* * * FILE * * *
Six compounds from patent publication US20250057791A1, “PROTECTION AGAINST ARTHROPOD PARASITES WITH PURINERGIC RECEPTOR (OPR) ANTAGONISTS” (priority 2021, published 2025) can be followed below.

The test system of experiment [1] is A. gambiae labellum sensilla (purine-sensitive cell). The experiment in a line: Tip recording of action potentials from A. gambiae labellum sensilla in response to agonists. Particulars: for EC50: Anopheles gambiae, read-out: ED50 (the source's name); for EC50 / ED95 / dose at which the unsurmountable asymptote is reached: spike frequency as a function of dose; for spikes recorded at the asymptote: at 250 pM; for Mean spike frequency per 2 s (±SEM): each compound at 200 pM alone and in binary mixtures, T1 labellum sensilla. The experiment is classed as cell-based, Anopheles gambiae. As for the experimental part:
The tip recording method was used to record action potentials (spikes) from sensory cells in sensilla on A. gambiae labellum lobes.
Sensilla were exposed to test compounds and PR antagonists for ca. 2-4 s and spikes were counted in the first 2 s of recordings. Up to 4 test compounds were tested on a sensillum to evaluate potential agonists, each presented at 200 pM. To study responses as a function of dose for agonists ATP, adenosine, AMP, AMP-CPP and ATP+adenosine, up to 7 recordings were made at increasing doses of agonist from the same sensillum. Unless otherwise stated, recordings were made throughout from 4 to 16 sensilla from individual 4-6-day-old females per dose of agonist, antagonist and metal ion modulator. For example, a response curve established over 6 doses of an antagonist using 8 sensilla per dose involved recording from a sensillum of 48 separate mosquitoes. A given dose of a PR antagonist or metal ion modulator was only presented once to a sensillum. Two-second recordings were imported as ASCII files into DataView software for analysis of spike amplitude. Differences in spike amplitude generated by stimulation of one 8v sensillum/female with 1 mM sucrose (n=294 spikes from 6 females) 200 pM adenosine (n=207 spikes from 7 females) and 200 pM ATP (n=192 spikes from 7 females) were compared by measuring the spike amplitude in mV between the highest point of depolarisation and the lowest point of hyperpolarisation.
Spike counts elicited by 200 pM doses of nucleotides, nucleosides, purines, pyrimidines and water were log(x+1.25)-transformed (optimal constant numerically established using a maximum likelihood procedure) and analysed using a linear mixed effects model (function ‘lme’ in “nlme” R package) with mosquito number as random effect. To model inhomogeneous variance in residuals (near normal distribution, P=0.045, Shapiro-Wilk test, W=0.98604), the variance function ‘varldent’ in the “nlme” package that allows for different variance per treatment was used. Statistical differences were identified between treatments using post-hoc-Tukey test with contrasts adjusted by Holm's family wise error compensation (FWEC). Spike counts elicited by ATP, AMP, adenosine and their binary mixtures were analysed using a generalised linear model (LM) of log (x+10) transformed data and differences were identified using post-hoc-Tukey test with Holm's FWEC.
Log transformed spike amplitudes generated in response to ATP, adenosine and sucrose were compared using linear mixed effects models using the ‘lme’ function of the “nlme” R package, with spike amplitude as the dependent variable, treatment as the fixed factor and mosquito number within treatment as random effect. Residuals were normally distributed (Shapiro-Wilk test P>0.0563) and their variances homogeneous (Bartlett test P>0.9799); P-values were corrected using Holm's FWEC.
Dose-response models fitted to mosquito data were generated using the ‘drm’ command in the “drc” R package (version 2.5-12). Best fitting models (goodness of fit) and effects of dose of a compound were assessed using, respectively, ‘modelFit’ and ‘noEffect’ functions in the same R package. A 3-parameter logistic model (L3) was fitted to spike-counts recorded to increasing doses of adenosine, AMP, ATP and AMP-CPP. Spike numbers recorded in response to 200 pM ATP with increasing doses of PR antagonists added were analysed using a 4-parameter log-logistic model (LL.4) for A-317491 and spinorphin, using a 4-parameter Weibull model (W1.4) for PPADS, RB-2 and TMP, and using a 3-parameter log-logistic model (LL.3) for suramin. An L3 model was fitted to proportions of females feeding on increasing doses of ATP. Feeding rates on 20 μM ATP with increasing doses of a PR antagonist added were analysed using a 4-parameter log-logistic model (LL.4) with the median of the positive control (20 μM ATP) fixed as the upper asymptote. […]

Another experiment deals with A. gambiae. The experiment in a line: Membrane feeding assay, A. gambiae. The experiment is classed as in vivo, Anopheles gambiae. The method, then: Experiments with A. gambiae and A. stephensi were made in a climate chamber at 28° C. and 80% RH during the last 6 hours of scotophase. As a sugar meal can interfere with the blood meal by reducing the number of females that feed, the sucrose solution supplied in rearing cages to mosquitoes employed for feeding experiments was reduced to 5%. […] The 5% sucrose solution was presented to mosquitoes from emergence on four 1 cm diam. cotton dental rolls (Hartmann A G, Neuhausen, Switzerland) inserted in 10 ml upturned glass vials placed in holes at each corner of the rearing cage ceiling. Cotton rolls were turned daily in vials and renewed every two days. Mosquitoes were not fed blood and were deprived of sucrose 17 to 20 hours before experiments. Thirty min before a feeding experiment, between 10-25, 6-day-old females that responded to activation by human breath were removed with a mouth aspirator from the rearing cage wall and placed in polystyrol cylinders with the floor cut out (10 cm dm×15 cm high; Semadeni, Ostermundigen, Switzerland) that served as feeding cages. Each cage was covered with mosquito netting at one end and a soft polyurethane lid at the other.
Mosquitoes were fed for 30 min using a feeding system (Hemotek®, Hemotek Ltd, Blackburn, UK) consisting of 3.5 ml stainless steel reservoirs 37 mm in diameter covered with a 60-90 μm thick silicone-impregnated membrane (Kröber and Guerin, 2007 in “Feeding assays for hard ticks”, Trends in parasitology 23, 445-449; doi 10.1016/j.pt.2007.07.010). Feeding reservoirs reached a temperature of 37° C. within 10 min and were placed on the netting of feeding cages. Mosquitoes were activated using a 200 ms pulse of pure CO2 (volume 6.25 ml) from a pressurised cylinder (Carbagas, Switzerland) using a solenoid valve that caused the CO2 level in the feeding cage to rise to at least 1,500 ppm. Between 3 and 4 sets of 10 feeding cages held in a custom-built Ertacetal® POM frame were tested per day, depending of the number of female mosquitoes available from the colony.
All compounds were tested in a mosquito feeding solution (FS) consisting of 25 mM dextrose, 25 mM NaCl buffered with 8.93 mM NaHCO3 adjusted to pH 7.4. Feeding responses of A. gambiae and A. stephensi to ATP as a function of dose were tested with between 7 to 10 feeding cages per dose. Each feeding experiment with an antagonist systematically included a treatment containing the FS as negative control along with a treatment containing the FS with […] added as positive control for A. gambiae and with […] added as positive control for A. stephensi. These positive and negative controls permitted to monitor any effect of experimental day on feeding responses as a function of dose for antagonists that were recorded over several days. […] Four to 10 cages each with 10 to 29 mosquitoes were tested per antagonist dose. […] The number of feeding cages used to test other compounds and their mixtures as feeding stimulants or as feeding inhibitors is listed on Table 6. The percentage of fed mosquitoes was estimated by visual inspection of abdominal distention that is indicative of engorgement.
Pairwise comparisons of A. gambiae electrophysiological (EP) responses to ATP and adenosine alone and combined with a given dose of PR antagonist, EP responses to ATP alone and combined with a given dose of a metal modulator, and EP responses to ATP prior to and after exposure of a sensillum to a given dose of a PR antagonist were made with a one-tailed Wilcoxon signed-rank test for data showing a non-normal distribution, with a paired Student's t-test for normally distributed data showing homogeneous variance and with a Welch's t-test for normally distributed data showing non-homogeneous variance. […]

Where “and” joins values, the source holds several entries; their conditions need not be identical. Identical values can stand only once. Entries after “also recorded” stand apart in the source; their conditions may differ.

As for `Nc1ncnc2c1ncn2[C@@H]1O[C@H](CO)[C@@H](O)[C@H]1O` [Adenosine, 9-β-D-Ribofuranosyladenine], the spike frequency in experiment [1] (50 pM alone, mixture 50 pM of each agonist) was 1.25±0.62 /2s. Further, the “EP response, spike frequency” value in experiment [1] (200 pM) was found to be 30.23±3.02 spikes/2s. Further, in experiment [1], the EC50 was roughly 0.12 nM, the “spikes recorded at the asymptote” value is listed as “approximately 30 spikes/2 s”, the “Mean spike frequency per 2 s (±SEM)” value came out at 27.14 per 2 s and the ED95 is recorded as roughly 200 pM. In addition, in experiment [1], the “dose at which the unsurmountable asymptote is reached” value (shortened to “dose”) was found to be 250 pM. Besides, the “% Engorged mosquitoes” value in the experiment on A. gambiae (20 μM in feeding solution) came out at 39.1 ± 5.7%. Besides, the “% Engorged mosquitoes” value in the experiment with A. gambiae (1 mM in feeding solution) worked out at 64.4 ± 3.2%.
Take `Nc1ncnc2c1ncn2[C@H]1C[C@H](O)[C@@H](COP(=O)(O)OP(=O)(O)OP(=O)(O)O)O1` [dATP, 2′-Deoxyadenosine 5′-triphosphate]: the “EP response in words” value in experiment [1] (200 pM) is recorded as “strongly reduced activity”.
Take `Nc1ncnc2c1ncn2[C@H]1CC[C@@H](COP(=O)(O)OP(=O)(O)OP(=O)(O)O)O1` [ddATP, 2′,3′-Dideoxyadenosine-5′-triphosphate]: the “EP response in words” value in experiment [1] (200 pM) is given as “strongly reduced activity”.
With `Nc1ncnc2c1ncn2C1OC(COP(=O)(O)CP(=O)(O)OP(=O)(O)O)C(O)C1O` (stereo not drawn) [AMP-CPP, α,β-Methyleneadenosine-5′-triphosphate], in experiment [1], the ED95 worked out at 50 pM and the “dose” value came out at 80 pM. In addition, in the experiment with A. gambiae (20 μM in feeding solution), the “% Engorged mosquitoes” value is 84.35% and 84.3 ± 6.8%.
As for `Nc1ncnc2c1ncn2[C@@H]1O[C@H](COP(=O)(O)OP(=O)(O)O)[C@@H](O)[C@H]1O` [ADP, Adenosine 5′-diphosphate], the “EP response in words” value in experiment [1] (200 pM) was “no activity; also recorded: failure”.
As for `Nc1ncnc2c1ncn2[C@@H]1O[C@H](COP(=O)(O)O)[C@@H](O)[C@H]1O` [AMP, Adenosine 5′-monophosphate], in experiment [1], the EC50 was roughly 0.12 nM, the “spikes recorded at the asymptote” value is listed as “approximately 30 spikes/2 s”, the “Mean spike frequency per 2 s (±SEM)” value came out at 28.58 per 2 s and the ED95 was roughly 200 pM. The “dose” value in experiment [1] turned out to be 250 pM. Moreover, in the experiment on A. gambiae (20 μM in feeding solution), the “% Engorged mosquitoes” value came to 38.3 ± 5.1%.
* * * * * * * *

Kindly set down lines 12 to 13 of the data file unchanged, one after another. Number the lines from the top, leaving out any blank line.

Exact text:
Where “and” joins values, the source holds several entries; their conditions need not be identical. Identical values can stand only once. Entries after “also recorded” stand apart in the source; their conditions may differ.

As for `Nc1ncnc2c1ncn2[C@@H]1O[C@H](CO)[C@@H](O)[C@H]1O` [Adenosine, 9-β-D-Ribofuranosyladenine], the spike frequency in experiment [1] (50 pM alone, mixture 50 pM of each agonist) was 1.25±0.62 /2s. Further, the “EP response, spike frequency” value in experiment [1] (200 pM) was found to be 30.23±3.02 spikes/2s. Further, in experiment [1], the EC50 was roughly 0.12 nM, the “spikes recorded at the asymptote” value is listed as “approximately 30 spikes/2 s”, the “Mean spike frequency per 2 s (±SEM)” value came out at 27.14 per 2 s and the ED95 is recorded as roughly 200 pM. In addition, in experiment [1], the “dose at which the unsurmountable asymptote is reached” value (shortened to “dose”) was found to be 250 pM. Besides, the “% Engorged mosquitoes” value in the experiment on A. gambiae (20 μM in feeding solution) came out at 39.1 ± 5.7%. Besides, the “% Engorged mosquitoes” value in the experiment with A. gambiae (1 mM in feeding solution) worked out at 64.4 ± 3.2%.